Savannah Bridge Run, is a 1-day event held in the United States. This marathon hosts an average of 5000 people every year, they all run for a great cause as The proceeds from the race are donated to the Lewis Cancer & Research Pavilion at St Joseph’s Hospital. Get a medal AND help people? Sign me up! These are the sentiments of almost all the runners as the sign up for the race.
This year, the race ended up being known for something entirely different.
Alex Bozarjian, a female reporter at NBC was covering the race along with countless other reporters.
She was seen in high spirits waving at the runners until one man, smacked her butt as he ran past. Immediately, you can see the absolute disgust she felt but she carried on reporting anyway after a short pause, as she was working – reporting live.
After the race the clip of the incident made its way onto social media. It went viral across Facebook, Twitter and Instagram all at once.
Bozarjian sent out a tweet of her own :
“To the man who smacked my butt on live TV this morning: You violated, objectified, and embarrassed me,” she tweeted. “No woman should EVER have to put up with this at work or anywhere!! Do better.”
“DO NOT TOUCH REPORTERS. Period,” WLOS reporter Caitlyn Penter said on Twitter.
The director of the Savannah Sports Council said the incident was “100% unacceptable” and that the organization would identify the man.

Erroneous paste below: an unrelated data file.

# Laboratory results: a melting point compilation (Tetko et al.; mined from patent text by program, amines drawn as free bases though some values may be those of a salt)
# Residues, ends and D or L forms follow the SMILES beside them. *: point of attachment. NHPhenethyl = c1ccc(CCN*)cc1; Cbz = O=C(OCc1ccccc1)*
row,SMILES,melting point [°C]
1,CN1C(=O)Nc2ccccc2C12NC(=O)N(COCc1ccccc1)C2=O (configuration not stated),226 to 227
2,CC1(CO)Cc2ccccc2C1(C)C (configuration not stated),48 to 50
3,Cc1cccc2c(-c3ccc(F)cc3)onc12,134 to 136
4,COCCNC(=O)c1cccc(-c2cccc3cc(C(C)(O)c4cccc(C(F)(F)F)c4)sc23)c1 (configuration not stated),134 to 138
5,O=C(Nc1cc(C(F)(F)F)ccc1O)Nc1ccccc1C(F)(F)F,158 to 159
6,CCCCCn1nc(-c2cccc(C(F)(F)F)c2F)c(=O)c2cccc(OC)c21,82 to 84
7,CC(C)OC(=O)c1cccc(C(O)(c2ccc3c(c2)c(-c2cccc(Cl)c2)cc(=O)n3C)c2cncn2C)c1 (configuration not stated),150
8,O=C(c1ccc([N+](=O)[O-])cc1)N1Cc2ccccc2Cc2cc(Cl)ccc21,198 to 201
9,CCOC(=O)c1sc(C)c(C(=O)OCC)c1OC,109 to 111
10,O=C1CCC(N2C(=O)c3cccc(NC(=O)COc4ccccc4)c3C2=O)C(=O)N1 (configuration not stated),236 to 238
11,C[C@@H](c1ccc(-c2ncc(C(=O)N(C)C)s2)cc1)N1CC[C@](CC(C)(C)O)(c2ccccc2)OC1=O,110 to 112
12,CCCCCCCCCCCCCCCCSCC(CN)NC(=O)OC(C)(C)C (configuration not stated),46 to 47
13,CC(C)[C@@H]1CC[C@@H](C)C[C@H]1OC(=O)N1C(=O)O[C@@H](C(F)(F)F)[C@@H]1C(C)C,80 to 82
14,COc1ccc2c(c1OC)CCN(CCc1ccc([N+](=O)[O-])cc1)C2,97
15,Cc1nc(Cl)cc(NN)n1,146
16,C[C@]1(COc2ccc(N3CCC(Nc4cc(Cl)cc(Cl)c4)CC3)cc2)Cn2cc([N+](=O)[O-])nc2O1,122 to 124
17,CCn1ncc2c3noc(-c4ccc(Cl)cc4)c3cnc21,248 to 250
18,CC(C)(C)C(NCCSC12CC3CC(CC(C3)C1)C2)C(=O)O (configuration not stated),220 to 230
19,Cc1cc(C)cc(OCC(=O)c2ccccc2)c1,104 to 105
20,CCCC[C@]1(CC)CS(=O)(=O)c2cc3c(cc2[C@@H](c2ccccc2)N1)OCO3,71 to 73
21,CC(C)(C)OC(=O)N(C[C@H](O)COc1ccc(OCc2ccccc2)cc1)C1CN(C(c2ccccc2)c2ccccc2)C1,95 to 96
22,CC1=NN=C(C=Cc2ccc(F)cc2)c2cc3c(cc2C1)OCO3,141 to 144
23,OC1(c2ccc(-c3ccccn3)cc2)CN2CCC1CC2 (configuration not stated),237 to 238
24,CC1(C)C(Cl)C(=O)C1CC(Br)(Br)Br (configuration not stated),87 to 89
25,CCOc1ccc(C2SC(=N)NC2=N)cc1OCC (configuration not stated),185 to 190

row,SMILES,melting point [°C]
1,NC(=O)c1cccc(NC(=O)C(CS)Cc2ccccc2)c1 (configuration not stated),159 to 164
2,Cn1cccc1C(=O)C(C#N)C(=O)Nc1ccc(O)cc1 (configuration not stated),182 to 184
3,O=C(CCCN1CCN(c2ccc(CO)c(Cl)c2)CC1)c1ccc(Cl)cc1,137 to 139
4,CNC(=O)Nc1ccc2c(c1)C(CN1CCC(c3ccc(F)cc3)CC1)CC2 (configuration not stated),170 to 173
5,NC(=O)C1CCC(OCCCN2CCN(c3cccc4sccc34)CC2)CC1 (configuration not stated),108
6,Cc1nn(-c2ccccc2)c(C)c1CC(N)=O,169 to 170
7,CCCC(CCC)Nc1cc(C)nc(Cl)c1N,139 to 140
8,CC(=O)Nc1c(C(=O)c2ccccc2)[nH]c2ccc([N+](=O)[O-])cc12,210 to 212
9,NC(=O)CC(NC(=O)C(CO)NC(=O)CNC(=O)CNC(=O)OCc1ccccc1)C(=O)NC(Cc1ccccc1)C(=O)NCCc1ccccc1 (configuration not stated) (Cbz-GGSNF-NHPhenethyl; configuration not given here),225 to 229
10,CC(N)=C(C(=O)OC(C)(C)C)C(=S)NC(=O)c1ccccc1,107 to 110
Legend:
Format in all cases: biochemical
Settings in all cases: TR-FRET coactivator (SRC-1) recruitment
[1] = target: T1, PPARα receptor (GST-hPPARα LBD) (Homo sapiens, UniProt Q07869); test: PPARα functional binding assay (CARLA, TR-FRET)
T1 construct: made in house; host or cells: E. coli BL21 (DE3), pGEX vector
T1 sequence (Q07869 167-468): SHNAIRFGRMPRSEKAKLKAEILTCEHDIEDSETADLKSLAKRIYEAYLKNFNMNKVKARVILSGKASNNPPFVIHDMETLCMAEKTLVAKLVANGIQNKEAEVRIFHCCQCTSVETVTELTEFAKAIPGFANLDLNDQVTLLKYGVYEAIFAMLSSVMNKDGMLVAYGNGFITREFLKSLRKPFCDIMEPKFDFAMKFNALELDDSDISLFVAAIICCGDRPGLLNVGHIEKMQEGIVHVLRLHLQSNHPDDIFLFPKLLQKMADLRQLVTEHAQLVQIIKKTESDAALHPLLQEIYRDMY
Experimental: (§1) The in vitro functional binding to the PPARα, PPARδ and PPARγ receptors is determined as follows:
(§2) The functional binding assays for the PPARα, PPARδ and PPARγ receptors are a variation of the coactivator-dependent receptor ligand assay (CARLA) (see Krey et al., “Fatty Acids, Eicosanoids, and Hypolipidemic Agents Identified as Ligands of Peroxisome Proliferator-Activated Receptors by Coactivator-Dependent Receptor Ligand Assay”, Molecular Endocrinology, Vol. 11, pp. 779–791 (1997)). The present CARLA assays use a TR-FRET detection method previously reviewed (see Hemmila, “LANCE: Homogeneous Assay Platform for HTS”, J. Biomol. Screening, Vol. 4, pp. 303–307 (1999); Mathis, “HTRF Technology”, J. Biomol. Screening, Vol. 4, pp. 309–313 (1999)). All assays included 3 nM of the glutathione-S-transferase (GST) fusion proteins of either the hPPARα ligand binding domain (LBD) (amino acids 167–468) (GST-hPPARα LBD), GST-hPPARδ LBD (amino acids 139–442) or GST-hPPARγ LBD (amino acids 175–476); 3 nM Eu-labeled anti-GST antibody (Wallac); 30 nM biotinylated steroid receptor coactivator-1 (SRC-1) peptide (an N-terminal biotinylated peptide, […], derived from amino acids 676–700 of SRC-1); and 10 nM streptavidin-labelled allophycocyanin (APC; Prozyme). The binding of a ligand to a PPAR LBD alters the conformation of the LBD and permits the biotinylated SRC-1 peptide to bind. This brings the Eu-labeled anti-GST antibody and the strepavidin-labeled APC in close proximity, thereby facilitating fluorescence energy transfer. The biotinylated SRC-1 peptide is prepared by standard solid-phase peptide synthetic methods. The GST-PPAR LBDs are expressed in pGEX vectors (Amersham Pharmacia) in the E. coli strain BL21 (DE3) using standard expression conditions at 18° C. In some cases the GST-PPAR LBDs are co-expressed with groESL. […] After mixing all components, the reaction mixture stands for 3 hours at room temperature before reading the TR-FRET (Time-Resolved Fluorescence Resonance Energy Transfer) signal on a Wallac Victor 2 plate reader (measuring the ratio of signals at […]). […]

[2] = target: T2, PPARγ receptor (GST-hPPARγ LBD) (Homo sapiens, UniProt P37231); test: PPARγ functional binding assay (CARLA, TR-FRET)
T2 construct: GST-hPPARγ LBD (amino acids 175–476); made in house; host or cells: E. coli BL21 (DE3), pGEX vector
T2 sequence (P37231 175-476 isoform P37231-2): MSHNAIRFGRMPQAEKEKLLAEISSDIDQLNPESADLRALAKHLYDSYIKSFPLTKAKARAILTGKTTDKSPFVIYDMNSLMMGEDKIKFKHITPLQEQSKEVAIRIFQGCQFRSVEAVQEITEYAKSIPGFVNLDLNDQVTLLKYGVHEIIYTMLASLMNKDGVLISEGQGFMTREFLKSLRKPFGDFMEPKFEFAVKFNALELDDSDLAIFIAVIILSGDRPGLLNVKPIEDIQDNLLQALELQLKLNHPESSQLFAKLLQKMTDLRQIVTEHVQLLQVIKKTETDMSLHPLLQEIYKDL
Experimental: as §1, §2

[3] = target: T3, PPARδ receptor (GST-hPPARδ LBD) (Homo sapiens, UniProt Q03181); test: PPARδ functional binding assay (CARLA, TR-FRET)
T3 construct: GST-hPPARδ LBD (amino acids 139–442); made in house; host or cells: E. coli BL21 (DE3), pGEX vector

And they did, the man was quickly identified as Tommy Callaway, the race committee banned him from all future races.
The reporter said that she was emotionally and physically shaken by what she experienced adding that “I have felt an odd sense of guilt, as I had done something wrong”. That feeling has been made worse by misogynist harassment she’s now experiencing online from people saying she should “just get over it,”
“Maybe 10 years ago that was a more common thing in culture, but it’s not okay now,” she said. “It’s not okay to help yourself to a woman’s body just because you feel like it.”
This statement is sadly very true, being a woman, no matter where you are in the world you might’ve felt objectification like this. This isn’t a new thing. Neither does this only happen to fully grown adults. When asked about what was the youngest age women felt objectified, most answer that they were between the ages of 3-11. Children, children have to face this.
This behavior has gone on for far too long because we’ve let it. This has always been swept under the rug because “it’s not that serious”.
What was commendable about all the authorities involved is that action was taken, a report was filed and he was banned from races. This is what we need more of!
When anyone, man or woman (or child), feels violated by someone else they should be taken seriously!
I wonder if there will ever be a day when perpetrators face repercussions like this world wide, or will we always stay stuck in the dark ages.